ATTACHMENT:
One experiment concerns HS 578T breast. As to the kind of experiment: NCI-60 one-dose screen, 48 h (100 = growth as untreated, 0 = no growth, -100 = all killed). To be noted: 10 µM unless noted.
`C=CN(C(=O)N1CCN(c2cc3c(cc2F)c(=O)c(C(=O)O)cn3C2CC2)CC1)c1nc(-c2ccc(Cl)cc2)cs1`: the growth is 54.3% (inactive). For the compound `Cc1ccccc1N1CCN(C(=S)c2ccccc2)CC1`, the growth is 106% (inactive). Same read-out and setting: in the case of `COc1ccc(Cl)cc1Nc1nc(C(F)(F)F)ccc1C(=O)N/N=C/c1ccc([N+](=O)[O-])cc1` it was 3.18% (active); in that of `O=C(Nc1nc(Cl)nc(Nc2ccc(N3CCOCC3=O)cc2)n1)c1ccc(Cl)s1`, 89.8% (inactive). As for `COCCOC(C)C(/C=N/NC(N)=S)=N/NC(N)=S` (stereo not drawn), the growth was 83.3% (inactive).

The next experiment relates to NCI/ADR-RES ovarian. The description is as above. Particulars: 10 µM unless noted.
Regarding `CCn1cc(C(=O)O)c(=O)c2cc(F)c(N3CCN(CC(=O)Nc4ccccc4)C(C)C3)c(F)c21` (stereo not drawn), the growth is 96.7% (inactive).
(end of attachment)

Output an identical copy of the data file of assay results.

One experiment concerns HS 578T breast. As to the kind of experiment: NCI-60 one-dose screen, 48 h (100 = growth as untreated, 0 = no growth, -100 = all killed). To be noted: 10 µM unless noted.
`C=CN(C(=O)N1CCN(c2cc3c(cc2F)c(=O)c(C(=O)O)cn3C2CC2)CC1)c1nc(-c2ccc(Cl)cc2)cs1`: the growth is 54.3% (inactive). For the compound `Cc1ccccc1N1CCN(C(=S)c2ccccc2)CC1`, the growth is 106% (inactive). Same read-out and setting: in the case of `COc1ccc(Cl)cc1Nc1nc(C(F)(F)F)ccc1C(=O)N/N=C/c1ccc([N+](=O)[O-])cc1` it was 3.18% (active); in that of `O=C(Nc1nc(Cl)nc(Nc2ccc(N3CCOCC3=O)cc2)n1)c1ccc(Cl)s1`, 89.8% (inactive). As for `COCCOC(C)C(/C=N/NC(N)=S)=N/NC(N)=S` (stereo not drawn), the growth was 83.3% (inactive).

The next experiment relates to NCI/ADR-RES ovarian. The description is as above. Particulars: 10 µM unless noted.
Regarding `CCn1cc(C(=O)O)c(=O)c2cc(F)c(N3CCN(CC(=O)Nc4ccccc4)C(C)C3)c(F)c21` (stereo not drawn), the growth is 96.7% (inactive).